Dynamic climatology also promised to resolve a political dilemma for its imperial masters. As the 19th century drew to a close, the Habsburg empire struggled most of all with its own purpose. During an age of nationalism and democratization, what was this cosmopolitan, aristocratic empire for? To whom did it belong? Why should it deserve the loyalty of its citizens?

The Habsburgs needed to transform considerable linguistic and political diversity into a feeling of imperial unity, to make local experience meaningful as part of the whole. The state’s existential challenge was an intellectual quandary for climate scientists such as Kerner and Hann, who spent their careers explaining how and why flowering azaleas and other local phenomena mattered for the planet’s climate in general. In other words, and this is the hinge of Coen’s masterful argument, scaling was a salient political problem no less than a scientific one for the researchers and rulers of Habsburg Europe.

In the Habsburg view of climate, tiny details and local variations were part of a planetary system of exchange and balance. Interactions among air masses, for instance, were framed not as struggles or battles but as cases of atmospheric mixing and equilibration. In pamphlets, atlases, encyclopedias, and newspapers, new climatological maps of Central Europe allowed Habsburg citizens to see the full territory at a glance and appreciate how harmony could arise from local diversity. Offering a vision of the empire as a healthy and robust zone of circulation and flux, dynamic climatology became what Coen calls “the ecological justification for Habsburg unity.”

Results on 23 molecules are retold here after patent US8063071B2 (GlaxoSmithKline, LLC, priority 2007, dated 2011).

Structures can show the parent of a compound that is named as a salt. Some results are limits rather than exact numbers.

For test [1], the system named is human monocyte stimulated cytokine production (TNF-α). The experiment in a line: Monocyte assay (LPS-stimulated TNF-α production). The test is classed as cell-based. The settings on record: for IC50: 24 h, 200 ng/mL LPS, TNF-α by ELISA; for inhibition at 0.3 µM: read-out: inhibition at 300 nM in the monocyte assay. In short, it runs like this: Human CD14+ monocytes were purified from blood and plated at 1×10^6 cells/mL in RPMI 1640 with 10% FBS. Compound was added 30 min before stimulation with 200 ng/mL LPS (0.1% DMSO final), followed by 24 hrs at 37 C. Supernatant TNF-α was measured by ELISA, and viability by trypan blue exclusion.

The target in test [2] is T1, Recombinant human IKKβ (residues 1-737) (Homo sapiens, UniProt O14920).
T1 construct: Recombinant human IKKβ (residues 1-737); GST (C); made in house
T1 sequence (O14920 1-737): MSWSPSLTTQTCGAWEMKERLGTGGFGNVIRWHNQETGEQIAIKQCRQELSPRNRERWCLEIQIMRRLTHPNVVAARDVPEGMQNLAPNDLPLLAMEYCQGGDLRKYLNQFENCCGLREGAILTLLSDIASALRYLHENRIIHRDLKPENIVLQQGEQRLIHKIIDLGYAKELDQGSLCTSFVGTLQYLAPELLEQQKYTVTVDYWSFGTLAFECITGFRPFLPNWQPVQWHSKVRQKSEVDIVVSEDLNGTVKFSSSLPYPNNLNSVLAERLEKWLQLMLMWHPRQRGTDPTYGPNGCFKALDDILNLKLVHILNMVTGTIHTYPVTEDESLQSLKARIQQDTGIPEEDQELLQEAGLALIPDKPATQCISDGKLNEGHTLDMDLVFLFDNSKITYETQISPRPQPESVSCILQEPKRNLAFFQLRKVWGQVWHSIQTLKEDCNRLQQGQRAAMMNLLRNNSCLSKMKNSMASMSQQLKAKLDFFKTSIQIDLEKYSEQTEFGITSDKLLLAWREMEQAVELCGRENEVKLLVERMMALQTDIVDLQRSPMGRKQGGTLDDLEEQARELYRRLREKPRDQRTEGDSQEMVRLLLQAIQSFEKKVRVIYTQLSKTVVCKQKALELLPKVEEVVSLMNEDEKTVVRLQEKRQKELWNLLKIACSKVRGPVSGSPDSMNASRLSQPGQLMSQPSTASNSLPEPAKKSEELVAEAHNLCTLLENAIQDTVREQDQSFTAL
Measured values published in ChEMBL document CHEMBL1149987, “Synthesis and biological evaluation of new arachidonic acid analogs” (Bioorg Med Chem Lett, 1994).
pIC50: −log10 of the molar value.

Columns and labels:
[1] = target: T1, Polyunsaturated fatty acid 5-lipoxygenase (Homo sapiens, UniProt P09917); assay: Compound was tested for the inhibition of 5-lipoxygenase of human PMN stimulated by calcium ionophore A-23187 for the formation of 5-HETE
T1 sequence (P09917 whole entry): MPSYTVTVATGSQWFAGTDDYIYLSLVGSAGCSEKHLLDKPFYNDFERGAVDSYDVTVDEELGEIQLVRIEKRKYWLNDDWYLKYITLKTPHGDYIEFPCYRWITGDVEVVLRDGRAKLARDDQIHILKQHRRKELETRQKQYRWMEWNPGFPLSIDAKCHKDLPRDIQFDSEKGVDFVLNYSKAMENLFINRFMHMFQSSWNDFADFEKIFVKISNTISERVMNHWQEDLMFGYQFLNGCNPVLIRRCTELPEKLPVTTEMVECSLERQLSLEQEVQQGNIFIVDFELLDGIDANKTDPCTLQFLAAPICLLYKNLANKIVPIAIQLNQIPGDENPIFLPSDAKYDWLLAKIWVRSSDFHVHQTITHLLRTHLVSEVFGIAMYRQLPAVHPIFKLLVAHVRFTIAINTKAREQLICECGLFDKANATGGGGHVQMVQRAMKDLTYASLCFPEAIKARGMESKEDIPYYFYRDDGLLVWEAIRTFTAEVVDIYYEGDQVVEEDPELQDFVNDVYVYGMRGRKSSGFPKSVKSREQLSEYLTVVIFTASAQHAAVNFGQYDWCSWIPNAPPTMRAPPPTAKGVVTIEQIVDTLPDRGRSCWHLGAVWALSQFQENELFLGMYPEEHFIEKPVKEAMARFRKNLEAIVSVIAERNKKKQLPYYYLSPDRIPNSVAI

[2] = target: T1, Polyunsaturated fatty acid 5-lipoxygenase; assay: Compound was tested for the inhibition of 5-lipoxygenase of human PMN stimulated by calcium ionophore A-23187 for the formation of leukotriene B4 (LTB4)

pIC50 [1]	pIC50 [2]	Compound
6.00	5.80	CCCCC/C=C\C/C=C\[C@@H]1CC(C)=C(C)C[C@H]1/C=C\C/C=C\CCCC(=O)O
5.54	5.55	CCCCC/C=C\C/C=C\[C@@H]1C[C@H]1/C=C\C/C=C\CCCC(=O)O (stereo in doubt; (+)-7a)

Today, our main climate challenge is not scientific understanding so much as storytelling: how to convey what climatologists are learning about our planet’s health in a way that is imminent and real for ordinary people. When the Intergovernmental Panel on Climate Change released its bombshell report in October, the Washington Post media columnist Margaret Sullivan challenged journalists to “tell this most important story in a way that will create change,” to find a way of translating technical or abstract climate science into human dimensions. We are, after all, creatures of relatively brief life spans and local attachments, reckoning with a process of global scope set into motion by those who came before us that mostly threatens those to follow.